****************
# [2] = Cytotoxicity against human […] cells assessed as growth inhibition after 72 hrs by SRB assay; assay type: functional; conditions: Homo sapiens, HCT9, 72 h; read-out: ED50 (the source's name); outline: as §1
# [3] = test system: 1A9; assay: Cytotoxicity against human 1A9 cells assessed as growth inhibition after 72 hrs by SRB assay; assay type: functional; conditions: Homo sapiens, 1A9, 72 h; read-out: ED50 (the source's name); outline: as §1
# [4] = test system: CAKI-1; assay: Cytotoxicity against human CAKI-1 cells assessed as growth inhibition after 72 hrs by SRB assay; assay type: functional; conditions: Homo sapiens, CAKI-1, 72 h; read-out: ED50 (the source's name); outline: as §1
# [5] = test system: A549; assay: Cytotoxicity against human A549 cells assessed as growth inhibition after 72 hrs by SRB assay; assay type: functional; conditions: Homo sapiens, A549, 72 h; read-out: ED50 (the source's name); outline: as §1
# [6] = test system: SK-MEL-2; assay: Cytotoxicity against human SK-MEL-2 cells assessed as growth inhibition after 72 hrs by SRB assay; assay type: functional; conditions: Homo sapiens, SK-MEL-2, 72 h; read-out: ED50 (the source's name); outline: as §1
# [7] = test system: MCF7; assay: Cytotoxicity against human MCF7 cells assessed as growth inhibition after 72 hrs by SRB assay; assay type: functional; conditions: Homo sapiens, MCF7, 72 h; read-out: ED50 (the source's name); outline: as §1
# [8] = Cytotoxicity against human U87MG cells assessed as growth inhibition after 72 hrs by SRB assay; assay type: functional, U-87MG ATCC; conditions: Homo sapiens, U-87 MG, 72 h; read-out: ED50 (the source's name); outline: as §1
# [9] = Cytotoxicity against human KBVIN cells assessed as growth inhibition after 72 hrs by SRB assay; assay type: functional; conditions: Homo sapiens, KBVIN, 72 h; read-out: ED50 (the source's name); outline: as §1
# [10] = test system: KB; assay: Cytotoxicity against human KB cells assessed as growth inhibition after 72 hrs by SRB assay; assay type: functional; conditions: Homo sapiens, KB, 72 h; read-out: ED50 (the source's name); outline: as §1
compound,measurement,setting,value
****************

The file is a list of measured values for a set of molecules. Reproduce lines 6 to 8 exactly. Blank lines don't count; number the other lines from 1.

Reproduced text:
# [7] = test system: MCF7; assay: Cytotoxicity against human MCF7 cells assessed as growth inhibition after 72 hrs by SRB assay; assay type: functional; conditions: Homo sapiens, MCF7, 72 h; read-out: ED50 (the source's name); outline: as §1
# [8] = Cytotoxicity against human U87MG cells assessed as growth inhibition after 72 hrs by SRB assay; assay type: functional, U-87MG ATCC; conditions: Homo sapiens, U-87 MG, 72 h; read-out: ED50 (the source's name); outline: as §1
# [9] = Cytotoxicity against human KBVIN cells assessed as growth inhibition after 72 hrs by SRB assay; assay type: functional; conditions: Homo sapiens, KBVIN, 72 h; read-out: ED50 (the source's name); outline: as §1